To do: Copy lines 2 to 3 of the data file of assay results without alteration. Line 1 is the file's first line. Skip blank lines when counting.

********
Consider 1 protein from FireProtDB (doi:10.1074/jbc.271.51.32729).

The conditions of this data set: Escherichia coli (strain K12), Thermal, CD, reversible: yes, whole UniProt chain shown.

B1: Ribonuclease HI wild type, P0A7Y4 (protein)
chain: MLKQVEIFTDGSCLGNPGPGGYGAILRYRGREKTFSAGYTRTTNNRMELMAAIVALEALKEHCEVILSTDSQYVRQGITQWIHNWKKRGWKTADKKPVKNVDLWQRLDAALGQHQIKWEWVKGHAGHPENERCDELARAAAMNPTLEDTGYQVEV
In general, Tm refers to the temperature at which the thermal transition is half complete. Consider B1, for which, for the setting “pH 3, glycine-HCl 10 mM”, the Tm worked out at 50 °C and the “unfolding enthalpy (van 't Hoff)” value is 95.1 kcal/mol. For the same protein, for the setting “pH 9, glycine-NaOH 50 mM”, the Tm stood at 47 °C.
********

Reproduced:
The conditions of this data set: Escherichia coli (strain K12), Thermal, CD, reversible: yes, whole UniProt chain shown.

B1: Ribonuclease HI wild type, P0A7Y4 (protein)